Tuesday, July 9, 2013
OPEN LETTER TO THE DEPUTY DIRECTOR, LAW DEVELOPMENT CENTRE
Law Development Centre,
Department of Postgraduate Legal Studies,
P.O. Box 7117, Kampala.
Tuesday, 9th July, 2013.
THE DEPUTY DIRECTOR,
LAW DEVELOPMENT CENTRE,
P.O. BOX 7117, KAMPALA-UGANDA.
Re: Anticipated Disciplinary Proceedings Against One Bar Course Student
During yesterday’s address, the Acting Head, Department of Postgraduate Legal Studies (Bar Course), said that one of our moot judges reported an alleged act of indiscipline, to Administration. It is said that the student “stormed out” of a moot court session, on Friday, last week. Those who were in attendance, say that this is not true. That the concerned student had only moved out to visit the lavatories and returned shortly. The presiding judge unfortunately mistook this for an act of protest against him and actually took her through a bitter quiz, upon her return.
Be that as it may, it is the humble request of the student community, that we embrace reconciliation and bury the hatchet especially, in light of the fact that the complainant, the judge, is himself not without fault, as it clearly emerged from the meeting yesterday. For the sake of harmony between students and staff members, any anticipated disciplinary processes should be abated and a new chapter of friendly relations between the two camps, be opened. As the Bible states in Amos 5:24, we are called upon to, “Instead, let justice flow like a stream and righteousness like a river that never goes dry.”
Meanwhile, it is my considered opinion that the subjects of Accountancy for Lawyers and Revenue Law and Taxation, currently taught at the Bar Course, are really unnecessary and a total burden to students. They should be scrapped and better things done in their place, for two reasons.
First, inasmuch as I agree that all knowledge on earth is good, I don’t see reason why, given the short time span and workload of the Bar Course, we, as students, should be subjected to the torment of having to study things we may never practice as lawyers. I suggest that the study of accountancy be strictly reserved for accountants, whose services we should be at liberty to hire when necessary. Those interested, if any, may privately enroll for studies in accountancy, as and when they wish.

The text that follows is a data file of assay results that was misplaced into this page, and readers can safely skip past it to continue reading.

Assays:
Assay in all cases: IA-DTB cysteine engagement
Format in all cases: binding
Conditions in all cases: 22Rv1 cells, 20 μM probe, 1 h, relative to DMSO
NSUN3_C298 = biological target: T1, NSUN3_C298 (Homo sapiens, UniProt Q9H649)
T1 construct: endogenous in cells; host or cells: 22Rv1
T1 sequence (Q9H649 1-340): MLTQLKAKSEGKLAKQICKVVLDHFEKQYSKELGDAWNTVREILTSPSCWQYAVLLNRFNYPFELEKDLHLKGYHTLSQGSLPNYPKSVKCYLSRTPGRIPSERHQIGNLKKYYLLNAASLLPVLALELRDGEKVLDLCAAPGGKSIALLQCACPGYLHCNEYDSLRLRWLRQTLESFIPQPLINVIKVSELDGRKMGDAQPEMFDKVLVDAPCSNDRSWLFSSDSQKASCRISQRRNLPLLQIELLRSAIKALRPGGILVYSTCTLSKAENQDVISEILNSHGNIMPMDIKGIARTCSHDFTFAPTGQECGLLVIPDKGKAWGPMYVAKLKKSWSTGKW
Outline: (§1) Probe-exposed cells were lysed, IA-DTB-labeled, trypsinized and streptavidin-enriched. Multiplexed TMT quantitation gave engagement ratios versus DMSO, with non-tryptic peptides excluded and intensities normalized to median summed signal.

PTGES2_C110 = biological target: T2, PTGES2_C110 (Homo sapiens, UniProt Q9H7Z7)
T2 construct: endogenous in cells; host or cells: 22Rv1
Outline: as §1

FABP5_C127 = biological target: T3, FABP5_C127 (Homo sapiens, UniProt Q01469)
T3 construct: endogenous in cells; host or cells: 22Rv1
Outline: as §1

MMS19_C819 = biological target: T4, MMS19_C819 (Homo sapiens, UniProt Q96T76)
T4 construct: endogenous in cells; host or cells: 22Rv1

Second, as regards Revenue Law and Taxation, as a person who offered this subject at undergraduate level and passed it with ease, I contend that it is fairly complex, such that the time available at the course is too inadequate to permit sufficient coverage of it. This time constraint leaves fresh students ill-equipped to ably advise clients on taxation matters. In any case, the subject is an elective at university but many of us opted not to offer it. It is therefore, unfair to force it on them at the Bar Course, just like it is illogical to force those who did it before to redo it. Consequently, this results in time wasting and burden accumulation for students and unnecessary expenditure on the Centre’s part.
c.c. Acting Head, Department of Postgraduate Studies (Bar Course)
c.c. Students’ Notice board